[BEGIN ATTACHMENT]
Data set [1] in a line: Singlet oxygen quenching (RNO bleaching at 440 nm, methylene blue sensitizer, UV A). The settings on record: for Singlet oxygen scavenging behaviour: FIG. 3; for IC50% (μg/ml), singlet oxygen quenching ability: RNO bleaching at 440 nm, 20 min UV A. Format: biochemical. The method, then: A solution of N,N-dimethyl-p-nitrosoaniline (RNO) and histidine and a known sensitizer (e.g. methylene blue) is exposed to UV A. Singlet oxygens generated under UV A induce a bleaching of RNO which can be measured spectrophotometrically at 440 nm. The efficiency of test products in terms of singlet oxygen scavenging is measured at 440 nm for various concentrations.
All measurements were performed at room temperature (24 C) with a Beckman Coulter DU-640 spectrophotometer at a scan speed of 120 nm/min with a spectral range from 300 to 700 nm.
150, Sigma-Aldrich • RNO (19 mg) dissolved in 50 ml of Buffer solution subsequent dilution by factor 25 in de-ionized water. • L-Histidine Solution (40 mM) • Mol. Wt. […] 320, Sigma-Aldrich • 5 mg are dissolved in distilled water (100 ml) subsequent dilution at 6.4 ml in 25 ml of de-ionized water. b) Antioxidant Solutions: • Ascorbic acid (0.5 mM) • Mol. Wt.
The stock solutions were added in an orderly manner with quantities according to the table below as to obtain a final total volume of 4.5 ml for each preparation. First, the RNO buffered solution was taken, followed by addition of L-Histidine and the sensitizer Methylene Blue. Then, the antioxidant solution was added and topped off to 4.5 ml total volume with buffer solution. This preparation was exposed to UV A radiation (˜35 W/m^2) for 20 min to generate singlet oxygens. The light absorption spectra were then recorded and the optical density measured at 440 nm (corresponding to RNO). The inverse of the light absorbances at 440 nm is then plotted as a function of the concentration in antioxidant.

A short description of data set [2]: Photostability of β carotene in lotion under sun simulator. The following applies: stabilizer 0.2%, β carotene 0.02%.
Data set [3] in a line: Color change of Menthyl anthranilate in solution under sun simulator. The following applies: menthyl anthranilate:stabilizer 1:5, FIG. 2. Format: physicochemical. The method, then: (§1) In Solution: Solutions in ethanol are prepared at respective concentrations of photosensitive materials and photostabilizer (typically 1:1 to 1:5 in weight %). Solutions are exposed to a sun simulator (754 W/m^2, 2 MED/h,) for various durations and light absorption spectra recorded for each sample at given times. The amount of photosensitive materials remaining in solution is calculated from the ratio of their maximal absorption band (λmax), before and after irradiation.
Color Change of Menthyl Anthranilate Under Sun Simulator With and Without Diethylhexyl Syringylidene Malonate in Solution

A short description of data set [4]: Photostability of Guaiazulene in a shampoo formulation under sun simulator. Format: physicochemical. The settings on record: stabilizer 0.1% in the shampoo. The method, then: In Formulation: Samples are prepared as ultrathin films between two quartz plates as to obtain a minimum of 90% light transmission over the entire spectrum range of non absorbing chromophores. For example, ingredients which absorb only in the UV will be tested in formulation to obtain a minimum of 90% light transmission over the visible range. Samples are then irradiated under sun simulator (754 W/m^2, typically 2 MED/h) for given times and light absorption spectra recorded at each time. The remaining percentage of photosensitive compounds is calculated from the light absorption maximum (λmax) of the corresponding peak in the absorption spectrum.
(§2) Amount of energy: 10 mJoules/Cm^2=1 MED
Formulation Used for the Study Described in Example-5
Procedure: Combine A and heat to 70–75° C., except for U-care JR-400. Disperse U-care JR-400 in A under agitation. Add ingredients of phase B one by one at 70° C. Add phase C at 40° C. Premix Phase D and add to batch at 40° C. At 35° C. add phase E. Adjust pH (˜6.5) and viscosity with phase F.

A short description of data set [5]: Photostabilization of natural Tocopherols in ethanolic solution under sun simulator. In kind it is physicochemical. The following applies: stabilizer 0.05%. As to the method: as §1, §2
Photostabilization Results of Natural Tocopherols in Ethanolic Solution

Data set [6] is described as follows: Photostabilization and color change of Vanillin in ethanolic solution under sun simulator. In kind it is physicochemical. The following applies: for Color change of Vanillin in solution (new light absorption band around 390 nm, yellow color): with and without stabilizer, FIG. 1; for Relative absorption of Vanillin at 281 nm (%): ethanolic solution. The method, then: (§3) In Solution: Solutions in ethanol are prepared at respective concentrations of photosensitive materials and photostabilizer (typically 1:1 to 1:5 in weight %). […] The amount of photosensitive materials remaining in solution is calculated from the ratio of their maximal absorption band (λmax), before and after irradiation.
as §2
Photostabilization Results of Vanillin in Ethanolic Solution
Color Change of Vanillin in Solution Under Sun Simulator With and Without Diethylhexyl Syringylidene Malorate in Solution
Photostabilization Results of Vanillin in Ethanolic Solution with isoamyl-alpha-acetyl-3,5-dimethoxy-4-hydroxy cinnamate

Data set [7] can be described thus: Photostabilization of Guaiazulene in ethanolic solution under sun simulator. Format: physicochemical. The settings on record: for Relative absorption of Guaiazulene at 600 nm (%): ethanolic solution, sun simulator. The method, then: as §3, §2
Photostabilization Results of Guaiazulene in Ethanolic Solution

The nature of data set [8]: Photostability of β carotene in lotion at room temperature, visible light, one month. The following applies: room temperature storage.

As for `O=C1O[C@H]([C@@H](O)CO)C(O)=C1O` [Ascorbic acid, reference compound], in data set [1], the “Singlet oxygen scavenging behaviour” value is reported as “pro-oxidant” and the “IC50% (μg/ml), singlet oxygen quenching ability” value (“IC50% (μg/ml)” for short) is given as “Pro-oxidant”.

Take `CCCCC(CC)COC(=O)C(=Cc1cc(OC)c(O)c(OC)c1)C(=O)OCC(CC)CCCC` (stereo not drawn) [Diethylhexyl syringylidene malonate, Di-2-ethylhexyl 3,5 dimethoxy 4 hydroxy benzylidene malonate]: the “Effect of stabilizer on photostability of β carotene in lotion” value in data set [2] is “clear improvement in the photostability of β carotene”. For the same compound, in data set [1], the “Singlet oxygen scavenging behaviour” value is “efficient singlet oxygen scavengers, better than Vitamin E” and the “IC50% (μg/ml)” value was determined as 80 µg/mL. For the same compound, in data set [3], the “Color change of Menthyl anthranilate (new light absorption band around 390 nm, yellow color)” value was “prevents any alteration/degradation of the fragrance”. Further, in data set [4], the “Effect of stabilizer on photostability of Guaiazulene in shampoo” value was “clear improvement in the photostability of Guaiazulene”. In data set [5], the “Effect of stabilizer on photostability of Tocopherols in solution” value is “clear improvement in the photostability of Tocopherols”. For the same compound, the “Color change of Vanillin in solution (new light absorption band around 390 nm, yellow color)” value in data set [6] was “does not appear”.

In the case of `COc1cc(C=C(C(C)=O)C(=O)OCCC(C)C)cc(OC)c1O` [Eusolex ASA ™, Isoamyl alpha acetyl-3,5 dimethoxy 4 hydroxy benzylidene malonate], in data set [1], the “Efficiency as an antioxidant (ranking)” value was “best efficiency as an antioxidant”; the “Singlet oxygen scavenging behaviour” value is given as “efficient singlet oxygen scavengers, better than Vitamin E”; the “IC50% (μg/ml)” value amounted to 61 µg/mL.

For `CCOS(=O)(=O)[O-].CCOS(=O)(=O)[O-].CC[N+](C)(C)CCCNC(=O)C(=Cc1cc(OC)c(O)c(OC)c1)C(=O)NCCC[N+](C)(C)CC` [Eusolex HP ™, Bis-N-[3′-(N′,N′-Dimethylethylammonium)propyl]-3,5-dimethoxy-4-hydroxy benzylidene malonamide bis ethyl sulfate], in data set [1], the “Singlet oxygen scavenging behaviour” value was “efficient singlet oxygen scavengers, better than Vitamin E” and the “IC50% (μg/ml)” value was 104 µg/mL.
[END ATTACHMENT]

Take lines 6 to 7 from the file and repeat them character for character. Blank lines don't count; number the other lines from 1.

Data set [3] in a line: Color change of Menthyl anthranilate in solution under sun simulator. The following applies: menthyl anthranilate:stabilizer 1:5, FIG. 2. Format: physicochemical. The method, then: (§1) In Solution: Solutions in ethanol are prepared at respective concentrations of photosensitive materials and photostabilizer (typically 1:1 to 1:5 in weight %). Solutions are exposed to a sun simulator (754 W/m^2, 2 MED/h,) for various durations and light absorption spectra recorded for each sample at given times. The amount of photosensitive materials remaining in solution is calculated from the ratio of their maximal absorption band (λmax), before and after irradiation.
Color Change of Menthyl Anthranilate Under Sun Simulator With and Without Diethylhexyl Syringylidene Malonate in Solution